All You Need to Know about Chinese New Year

February 3, 2016 | Author: Carrie Fan

It’s time again for Chinese New Year! This is the most important holiday season for Chinese people globally. As a Chinese native, I am getting excited and busy preparing food, decorating my home and getting myself ready for the holiday. Let me share some fun facts about the Chinese New Year, also known as the Chinese Spring Festival, to help you know more about it.

2016 CNY CalendarChinese New Year Key Dates

The Chinese New Year date changes each year, based on the Chinese lunar calendar.

Here is the 2016 Chinese New Year calendar!

  • 2/7 –New Year’s Eve. It’s all about what we will have for dinner.
  • 2/8 – The first day of Chinese New Year. It’s time to dress up in new attire.
  •  2/9 – The second day of Chinese New Year. If you are a married woman, it’s traditional to return home to visit your parents with your husband and children. 
  • 2/12 – The fifth day of Chinese New Year. Open your front door to welcome the Chinese wealth god. 

The Year of Monkey

2016 is the year of the monkey, based on the Chinese Zodiac. Specific to the zodiac’s traditional five elements – wood, fire, earth, metal and water – it is the year of the fire monkey. Babies born in this year are said to be aggressive, smart and possibly will take leadership roles in the future.

China Red EnvelopeDo’s and Don’ts

I still clearly remember being told to be extra cautious in everything I say and do during Chinese New Year. There is a old saying, all your daily activities will lead to your fortune in the new year. Even though most of these customs are no longer followed by today’s generation, it is interesting to reflect on the traditional list of do’s and don’ts.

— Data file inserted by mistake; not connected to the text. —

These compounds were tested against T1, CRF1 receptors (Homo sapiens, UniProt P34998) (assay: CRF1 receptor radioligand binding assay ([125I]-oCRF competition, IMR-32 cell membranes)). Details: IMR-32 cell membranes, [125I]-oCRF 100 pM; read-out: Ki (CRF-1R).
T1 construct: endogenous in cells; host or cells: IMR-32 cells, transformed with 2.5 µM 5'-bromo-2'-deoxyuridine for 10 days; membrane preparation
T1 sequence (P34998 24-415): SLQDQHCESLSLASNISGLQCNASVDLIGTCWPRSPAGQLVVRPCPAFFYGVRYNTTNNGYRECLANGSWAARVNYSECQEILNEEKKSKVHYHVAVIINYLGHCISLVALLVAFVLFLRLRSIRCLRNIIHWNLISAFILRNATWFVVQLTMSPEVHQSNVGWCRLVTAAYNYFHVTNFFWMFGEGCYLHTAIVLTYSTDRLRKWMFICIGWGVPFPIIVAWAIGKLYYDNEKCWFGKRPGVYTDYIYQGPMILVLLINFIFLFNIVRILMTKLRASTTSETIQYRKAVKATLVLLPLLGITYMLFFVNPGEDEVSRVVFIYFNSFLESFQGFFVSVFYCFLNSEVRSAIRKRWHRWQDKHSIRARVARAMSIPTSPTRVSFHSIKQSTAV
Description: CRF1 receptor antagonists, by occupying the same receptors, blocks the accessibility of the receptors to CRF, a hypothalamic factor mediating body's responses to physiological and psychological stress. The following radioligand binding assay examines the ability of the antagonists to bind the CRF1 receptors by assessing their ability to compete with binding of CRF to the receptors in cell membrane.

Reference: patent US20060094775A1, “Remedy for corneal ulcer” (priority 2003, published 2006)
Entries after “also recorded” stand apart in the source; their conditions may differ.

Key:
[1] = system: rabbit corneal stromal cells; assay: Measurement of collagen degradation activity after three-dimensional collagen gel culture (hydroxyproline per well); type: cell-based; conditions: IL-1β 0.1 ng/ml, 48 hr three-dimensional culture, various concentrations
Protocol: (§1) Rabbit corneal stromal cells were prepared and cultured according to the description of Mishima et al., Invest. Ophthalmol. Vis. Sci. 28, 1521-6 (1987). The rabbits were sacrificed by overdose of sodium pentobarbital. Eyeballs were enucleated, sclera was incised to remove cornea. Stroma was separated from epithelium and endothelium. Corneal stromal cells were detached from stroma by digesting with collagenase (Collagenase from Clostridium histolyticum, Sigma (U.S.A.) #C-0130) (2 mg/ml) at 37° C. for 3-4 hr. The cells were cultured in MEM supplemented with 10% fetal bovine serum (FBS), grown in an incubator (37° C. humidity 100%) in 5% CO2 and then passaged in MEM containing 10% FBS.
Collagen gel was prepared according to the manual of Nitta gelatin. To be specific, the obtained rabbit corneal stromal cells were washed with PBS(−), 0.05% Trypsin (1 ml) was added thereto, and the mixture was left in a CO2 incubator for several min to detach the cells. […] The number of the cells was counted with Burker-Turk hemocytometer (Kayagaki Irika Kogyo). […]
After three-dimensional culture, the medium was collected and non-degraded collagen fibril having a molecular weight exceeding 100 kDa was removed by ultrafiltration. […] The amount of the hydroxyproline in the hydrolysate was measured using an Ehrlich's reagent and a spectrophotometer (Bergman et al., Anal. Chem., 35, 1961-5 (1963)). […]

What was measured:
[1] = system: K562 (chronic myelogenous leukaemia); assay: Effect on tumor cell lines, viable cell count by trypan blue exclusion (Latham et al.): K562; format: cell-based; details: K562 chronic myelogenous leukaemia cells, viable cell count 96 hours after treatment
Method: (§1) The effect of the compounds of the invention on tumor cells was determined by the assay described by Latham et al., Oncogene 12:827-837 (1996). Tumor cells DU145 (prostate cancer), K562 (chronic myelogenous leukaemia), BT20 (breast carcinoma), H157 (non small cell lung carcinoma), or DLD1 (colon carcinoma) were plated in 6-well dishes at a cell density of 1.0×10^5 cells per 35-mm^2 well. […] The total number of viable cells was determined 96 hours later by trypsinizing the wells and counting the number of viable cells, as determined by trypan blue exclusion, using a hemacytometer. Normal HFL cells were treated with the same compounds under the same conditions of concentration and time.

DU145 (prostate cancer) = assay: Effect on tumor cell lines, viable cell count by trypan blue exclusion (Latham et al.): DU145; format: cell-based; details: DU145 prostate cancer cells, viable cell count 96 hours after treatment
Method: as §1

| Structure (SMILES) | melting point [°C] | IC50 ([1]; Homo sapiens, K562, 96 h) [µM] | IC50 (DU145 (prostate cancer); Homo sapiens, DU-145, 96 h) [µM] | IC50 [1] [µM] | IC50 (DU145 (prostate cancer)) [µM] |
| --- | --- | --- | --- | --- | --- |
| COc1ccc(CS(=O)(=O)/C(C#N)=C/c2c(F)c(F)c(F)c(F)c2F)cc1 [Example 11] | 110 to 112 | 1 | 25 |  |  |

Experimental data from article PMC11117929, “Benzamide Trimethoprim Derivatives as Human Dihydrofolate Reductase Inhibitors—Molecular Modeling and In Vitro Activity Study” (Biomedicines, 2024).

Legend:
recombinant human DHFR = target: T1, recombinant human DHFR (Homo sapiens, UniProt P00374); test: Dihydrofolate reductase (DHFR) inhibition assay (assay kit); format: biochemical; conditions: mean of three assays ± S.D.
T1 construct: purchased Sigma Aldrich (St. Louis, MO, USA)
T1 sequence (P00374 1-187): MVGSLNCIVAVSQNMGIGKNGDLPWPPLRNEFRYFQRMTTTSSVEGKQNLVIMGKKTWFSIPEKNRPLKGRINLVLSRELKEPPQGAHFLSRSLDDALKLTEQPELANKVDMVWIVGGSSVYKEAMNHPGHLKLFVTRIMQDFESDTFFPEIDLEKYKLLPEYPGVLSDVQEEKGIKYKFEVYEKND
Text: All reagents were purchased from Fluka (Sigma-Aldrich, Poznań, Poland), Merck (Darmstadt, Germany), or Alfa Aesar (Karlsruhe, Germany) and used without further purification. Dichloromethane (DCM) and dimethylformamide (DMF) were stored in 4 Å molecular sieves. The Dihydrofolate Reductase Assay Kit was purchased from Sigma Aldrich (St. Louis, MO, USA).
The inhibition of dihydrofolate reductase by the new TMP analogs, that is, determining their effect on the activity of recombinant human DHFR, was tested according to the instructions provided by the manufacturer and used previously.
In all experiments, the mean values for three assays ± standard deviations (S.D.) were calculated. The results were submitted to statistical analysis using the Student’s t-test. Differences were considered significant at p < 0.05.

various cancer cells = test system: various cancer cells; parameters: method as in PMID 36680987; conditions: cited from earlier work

• Clean the house thoroughly before New Year’s Eve.
  • Prepare new outfits for all family members.
  • Greet everyone with kind words and happy wishes.
  • Give young children a red envelope with cash. (This was my favorite part when I was a child. Now with one of my own, my least favorite.) 

Do not:

  • Sweep the floor before the fifth day of Chinese New Year.
  • Use words such as “death,” “broken,” “sick,” etc.
  • Break any household items. You need to be careful when you move around the kitchen.

China AirportChinese New Year Travel Rush - Spring Rush

Very similar to the Western world’s Thanksgiving and Christmas holidays, the New Year is time for the Chinese family reunion. This is the longest national holiday and everyone wants to celebrate with their families. The Chinese Ministry of Transportation reported a total of 2.81 billion passengers traveled during the 2015 Spring Rush. The number of air travelers during the upcoming Spring Festival is expected to hit 54.55 million, an 11 percent increase from 2015, according to forecasts by the Civil Aviation Administration of China (CAAC). 

With improvements in safety technology that Honeywell and others provide to the Chinese market, I wish everyone safe travels and an enjoyable holiday for everyone celebrating the Chinese New Year. As for me, I am on my way home!

Carrie Fan

Carrie Fan

Carrie Fan is a Senior Customer Marketing Manager for Honeywell Aerospace, she currently works for Honeywell Aerospace Asia Pacific .

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